There is a certain piece I know I need to write, but don't know how to approach. I don't know how harsh I ought to get with the reader this early in the ms. I'm perfectly willing to do dead bodies and bloodshed, if that's what it takes--but will bodies and bloodshed spur and engage the reader and get them* on board with the MC, or will it be author-intrusive and lessen the impact of whatever I need to do later on? How much is too little and how much is too much? I don't know. I know that most times when I write tears or laughter, I have to go back and cut it, because it is meaningless. Telling the reader that the MC is sobbing or roaring with laughter doesn't do squat. The harder you try to describe that sort of thing, the less it works. Maybe this is the same thing. Maybe underplaying is best. But if I underplay it, where's the urgency, the threat? Don't know. Must think.
* This is another case of "correct" grammar being wrong and stupid. It's stupid to have to say "his" when a reader can be of either gender, and it's stupid to have to say "his or her" because that's bulky and long, and the extra words distract from whatever the point of the sentence is.
Saturday, March 7, 2009
I have got to start exhibiting more self-control over myself when it comes to fooling around on the internet when I should be writing. This is the second day in a row I've wasted time that could be put to better use. Yesterday it was messing around following links about interesting things. Today it was trolling over other people's blog fights. Yesterday wasn't so bad because I learned stuff and wondered about stuff, and kept coming across eerie connections with things I've looked up before. Today I feel sick and dirty, like I've been following one of those whadycallits where they tie a bear and bull together and watch them try to kill each other.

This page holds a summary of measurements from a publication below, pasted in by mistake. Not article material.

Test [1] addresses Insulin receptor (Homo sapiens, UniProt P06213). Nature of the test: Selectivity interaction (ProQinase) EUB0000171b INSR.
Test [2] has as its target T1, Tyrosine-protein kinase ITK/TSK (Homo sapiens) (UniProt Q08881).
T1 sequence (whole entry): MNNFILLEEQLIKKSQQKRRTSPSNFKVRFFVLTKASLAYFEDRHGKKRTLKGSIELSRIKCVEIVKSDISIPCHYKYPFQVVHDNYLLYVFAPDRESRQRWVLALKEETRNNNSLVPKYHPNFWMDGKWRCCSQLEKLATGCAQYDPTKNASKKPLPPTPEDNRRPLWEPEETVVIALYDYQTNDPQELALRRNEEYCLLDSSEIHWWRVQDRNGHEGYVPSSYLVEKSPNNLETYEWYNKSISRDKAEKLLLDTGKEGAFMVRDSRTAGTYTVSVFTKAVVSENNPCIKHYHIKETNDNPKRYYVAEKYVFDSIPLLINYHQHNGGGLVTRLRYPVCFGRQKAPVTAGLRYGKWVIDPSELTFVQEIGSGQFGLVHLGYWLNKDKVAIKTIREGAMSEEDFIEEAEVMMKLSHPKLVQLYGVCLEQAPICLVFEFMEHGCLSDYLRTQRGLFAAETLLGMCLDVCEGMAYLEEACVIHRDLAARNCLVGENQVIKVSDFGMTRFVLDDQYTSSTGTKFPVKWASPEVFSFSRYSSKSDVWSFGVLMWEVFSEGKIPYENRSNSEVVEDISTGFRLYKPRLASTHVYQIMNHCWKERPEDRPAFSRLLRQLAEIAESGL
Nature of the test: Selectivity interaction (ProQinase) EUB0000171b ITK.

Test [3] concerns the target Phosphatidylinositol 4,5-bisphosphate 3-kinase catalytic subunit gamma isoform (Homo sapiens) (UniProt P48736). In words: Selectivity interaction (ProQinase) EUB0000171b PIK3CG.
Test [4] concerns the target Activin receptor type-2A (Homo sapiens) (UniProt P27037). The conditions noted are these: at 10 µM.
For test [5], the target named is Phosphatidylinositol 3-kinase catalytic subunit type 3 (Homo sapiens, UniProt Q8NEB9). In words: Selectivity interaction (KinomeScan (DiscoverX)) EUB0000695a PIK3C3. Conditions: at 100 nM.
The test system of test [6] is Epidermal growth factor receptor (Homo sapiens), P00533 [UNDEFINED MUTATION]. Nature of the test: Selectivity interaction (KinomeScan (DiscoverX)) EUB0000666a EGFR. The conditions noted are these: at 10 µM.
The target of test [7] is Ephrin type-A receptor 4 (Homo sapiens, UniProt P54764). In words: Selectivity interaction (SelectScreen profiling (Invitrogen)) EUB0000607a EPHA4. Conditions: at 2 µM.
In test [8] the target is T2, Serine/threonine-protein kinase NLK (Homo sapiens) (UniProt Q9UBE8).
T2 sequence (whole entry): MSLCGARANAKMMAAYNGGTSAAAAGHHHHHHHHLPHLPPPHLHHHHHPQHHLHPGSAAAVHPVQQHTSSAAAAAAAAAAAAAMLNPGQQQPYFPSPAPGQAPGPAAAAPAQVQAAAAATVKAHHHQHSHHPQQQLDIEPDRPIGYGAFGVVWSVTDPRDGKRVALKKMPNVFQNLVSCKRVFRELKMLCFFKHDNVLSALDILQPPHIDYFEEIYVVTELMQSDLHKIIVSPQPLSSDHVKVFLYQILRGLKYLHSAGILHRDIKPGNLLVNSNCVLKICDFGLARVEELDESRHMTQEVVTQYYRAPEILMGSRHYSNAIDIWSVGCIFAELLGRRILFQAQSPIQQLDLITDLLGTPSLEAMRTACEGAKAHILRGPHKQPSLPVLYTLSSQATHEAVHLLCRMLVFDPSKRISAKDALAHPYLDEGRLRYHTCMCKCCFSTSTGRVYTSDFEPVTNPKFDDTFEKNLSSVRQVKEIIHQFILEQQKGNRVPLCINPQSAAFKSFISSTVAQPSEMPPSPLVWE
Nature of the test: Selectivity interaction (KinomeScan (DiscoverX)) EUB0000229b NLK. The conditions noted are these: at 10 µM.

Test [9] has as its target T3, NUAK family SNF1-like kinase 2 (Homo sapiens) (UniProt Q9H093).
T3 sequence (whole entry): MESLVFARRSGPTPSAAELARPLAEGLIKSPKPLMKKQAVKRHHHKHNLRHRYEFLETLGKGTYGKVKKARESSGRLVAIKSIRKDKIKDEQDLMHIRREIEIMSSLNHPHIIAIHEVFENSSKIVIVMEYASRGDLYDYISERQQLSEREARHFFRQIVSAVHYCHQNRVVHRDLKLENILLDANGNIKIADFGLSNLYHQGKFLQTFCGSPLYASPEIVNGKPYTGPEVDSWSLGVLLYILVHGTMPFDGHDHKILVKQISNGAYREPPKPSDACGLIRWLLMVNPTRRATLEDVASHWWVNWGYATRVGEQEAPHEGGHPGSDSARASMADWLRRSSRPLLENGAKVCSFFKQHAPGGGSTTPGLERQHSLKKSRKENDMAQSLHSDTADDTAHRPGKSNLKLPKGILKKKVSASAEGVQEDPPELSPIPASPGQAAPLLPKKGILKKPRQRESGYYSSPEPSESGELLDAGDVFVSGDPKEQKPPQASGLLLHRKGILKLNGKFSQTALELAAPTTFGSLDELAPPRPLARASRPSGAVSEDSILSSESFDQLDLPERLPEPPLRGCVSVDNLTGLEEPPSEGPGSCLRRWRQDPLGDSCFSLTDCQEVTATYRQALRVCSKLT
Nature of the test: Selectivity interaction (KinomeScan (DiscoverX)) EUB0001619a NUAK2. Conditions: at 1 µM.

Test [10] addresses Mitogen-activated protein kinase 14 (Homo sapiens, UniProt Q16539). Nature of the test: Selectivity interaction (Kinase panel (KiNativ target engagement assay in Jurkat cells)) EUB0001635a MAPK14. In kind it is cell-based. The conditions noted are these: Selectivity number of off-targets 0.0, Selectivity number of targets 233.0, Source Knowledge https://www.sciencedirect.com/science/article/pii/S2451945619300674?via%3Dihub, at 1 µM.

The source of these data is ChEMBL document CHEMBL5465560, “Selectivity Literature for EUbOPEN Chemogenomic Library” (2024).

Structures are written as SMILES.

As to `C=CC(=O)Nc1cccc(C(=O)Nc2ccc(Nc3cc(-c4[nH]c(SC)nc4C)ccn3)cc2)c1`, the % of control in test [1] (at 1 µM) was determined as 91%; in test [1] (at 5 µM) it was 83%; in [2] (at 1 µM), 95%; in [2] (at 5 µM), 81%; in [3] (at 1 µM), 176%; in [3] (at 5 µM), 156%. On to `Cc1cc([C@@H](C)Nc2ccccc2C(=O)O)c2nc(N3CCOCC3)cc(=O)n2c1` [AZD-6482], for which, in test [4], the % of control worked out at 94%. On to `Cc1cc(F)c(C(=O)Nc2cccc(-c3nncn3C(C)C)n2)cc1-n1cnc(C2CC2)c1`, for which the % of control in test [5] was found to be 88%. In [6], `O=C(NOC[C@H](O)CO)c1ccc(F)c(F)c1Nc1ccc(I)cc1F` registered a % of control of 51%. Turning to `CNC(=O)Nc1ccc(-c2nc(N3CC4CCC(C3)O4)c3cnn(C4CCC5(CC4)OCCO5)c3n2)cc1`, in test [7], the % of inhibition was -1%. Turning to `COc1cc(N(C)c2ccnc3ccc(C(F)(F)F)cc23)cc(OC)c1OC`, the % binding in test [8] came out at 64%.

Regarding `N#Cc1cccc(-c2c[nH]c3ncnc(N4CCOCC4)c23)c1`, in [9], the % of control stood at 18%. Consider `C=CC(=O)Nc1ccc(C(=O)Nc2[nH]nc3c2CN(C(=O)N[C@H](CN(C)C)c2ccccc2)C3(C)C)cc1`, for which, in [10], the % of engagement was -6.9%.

Not to imply that I'm a nice person or anything. I'm not, particularly. It's just like, what am I doing, taking what could be my own time of creating and making something and connecting and clarifying, and instead using it to gawk at other people's anger, pain, and self-righteousness? Ugh on me.
Thursday, March 5, 2009
It reminded me very much of how I felt while working on this swordfighting WIP when I was trying to force myself through it. And look what I ended up with: a dead ms. So I feel very tender, like I do with my left knee that I popped some cartilage (or maybe it was a tendon) in once; now I am very hesitant when it comes to doing certain things with that knee. All the other people in exercise class do exactly what the instructor says, but if it's got anything to do with my left knee, I move slowly or not at all, because I sure as HELL don't want that thing to pop again. I feel the same way about this ms. I sure as HELL don't want to get back to that dead ms feeling.